Private subs plumb deep pockets, deeper waters

Forget fancy sports cars and private jets, submarines are the new vessel of choice for the ultra rich.

By Jessica Dickler, staff writer

NEW YORK ( -- In the world of 150-foot yachts, private helicopters and lightening fast speedboats, there is a new toy so exclusive that buyers are actually invoking non-disclosure agreements.

Private submarines - from two-seater submersibles to 5,000 square-foot luxury liners - are becoming increasingly popular among the ultra-wealthy. But this is a trend that's tough to track, because few high rollers are willing to admit they own such a hulking extravagance.

Looking to impress? The $80 million Phoenix will rival any mega yacht.
An interior drawing of U.S. Submarine's Phoenix 1000.
A rendering of a Deep Flight Falcon submersible currently in construction.

Still, it has been widely reported that director James Cameron, Microsoft (Charts) co-founder Paul Allen, and Russian oil magnate Roman Abramovich all have subs of their own.

"My clients are not typical people, most of them are very wealthy but you wouldn't recognize any of their names," said Bruce Jones, president and founder of U.S. Submarines, a luxury submarine manufacturer and consulting firm.

"To date everyone has required confidentiality agreements."

Jones will say that he's been building subs for private clients since 1993, although recently interest has spiked as chartered submarine tours have gained in popularity.

In a world of $100-million mega yachts, luxury submarines attract the ultra rich for one of two reasons. Some buyers are just looking for another realm they can conquer with their checkbooks. But many are genuine undersea enthusiasts.

A sub's large acrylic windows can bring a billionaire nose-to-nose with a Blacktip sharks, or let a tycoon tour brilliant tropical coral reefs.

At Hawkes Ocean Technology, chief engineer Graham Hawkes specializes in two-person winged submersibles designed to delve a few hundred feet underwater and cruise at about 4 to 8 knots.

He is currently in the process of building two customized $1-million vessels for clients who Hawkes said "want to push the envelope."

In his Deep Flight Falcon submersible, which is ideal for recreational diving, adventuresome types can do barrel rolls with whales or troll shipwrecks for buried treasures.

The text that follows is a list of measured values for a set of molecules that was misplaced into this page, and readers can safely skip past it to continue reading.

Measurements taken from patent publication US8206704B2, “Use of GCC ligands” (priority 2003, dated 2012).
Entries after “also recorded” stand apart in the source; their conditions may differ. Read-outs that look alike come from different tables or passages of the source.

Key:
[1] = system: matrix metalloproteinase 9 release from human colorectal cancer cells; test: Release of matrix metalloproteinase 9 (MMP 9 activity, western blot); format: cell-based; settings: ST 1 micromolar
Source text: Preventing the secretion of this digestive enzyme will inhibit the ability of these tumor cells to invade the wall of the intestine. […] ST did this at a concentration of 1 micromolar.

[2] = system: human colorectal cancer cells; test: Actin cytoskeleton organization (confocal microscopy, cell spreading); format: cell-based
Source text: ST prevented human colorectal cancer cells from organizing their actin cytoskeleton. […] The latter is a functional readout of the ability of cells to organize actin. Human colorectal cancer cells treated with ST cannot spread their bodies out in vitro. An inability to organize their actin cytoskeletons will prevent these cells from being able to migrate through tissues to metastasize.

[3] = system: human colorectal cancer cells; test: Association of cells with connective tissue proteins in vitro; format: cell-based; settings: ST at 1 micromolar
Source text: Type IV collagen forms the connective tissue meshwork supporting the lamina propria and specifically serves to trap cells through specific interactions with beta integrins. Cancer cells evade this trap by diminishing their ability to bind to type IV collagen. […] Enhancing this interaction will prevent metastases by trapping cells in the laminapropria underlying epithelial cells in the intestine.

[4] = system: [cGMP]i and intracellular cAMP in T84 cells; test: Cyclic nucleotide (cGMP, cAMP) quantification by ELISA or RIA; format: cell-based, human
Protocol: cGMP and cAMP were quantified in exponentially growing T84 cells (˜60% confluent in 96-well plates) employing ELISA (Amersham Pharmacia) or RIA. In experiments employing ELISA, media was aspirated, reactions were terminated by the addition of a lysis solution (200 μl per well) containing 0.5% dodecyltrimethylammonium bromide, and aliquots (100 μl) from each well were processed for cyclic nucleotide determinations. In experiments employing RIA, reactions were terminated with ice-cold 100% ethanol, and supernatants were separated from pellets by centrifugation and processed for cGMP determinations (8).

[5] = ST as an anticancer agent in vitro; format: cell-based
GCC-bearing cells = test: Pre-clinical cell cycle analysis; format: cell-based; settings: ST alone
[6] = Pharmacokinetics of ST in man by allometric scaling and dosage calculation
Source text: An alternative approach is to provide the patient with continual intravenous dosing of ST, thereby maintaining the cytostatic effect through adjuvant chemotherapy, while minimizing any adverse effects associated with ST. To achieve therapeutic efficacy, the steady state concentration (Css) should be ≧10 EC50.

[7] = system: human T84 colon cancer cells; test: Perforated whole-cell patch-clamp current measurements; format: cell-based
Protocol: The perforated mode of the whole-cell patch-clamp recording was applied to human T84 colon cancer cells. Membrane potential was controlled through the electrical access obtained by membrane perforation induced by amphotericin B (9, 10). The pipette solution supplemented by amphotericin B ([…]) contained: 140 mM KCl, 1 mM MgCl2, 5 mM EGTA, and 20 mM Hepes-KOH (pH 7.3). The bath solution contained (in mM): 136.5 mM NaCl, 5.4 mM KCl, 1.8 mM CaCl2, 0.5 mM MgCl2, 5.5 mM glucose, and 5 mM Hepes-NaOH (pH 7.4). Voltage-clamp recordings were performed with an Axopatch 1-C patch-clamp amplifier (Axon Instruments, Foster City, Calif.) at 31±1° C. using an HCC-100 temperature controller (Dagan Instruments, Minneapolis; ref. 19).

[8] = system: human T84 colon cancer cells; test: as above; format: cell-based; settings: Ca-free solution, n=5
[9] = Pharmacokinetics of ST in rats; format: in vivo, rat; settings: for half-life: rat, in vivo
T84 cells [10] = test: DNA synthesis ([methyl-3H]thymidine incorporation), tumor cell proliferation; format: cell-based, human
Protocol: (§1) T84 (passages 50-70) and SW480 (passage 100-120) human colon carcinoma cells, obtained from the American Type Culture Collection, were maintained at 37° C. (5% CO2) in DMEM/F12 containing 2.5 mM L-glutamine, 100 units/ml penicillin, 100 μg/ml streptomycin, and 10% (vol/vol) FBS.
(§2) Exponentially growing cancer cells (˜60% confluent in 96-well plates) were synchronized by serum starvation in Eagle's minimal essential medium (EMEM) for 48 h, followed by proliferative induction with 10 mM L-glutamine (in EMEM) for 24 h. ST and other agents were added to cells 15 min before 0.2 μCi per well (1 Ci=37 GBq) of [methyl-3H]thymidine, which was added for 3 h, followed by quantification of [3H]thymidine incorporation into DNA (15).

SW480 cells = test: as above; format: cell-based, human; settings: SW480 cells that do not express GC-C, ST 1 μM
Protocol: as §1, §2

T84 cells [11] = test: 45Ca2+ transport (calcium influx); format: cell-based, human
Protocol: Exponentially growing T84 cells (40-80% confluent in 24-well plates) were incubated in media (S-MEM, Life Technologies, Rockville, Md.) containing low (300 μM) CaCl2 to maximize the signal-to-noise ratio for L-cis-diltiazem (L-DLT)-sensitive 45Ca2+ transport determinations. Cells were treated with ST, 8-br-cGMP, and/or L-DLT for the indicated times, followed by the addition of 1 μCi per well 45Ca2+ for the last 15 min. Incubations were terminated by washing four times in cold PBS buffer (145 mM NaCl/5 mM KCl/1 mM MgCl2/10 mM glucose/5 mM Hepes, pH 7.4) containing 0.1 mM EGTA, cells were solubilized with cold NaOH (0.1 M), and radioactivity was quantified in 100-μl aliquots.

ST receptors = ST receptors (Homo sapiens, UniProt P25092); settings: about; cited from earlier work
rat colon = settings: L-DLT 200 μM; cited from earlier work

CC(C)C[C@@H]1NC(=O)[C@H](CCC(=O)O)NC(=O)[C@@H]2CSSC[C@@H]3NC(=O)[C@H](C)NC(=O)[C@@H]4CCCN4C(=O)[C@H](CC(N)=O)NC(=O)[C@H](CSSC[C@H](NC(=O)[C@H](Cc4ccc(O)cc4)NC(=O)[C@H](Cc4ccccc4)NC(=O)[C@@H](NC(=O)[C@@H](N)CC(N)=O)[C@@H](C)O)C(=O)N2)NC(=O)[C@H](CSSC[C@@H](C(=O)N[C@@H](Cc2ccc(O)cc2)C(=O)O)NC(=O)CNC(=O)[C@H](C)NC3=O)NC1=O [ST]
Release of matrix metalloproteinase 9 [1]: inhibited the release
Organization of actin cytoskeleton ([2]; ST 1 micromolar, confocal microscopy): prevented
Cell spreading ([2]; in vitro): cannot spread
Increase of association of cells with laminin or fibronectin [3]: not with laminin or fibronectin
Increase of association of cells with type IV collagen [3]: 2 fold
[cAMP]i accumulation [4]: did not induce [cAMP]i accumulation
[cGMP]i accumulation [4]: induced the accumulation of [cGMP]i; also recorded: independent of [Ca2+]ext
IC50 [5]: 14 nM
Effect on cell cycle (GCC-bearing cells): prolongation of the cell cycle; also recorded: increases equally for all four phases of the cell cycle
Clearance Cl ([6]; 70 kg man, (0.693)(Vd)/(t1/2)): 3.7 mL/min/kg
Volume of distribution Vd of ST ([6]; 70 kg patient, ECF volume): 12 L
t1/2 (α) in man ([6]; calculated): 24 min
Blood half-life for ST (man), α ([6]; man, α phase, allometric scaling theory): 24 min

For more relaxing underwater escapes, U.S. Submarines will design and engineer a range of submersibles, from a $1-million, two-passenger Explorer 1000, which fits nicely aboard a large yacht, to the $25-million Seattle 1000, which comes with five staterooms on two decks and can remain submerged for up to 20 days - if you can.

The company's crown jewel, however, is the submarine equivalent of a luxury mega yacht: the Phoenix 1000, which has 5,000 square feet of interior space on four levels and can dive up to 1,000 feet.

With all that room, clients can outfit their submarines as elaborately as they would their homes, with Jacuzzis, gyms, wine cellars and up to 10 bedrooms. "You can get whatever you want," Jones said - inside or out.

Indeed, one sharp-shooting buyer had a laser guided spear gun installed on the exterior of a sub in order to hunt sea creatures. Other indulgences, like the basketball courts that are de rigeur for sprawling (above ground) estates, might not be considered a very good use of space. "That would be the world's most expensive basketball court," said Jones.

The price tag for a Phoenix, which will take about 3-1/2 years to build, is a cool $80 million. Jones declined to say how many have actually been purchased.

Although anyone can buy a submarine, operating one involves a lengthy certification process regulated by the American Bureau of Shipping (ABS), similar to the FAA certification required for planes. Plus, the captain must have a Coast Guard Master's license if they intend to carry a crew in U.S. waters.

Some owners just hire crews from the sub manufacturers. But like private jet owners or yachting enthusiasts, others want to be at the helm themselves. Many manufacturers say that the existing sub certification process isn't enough, and mandate that new owners and their crews complete a training program of their own.

But once they're underwater, Hawkes said, "it's every man for himself," . Top of page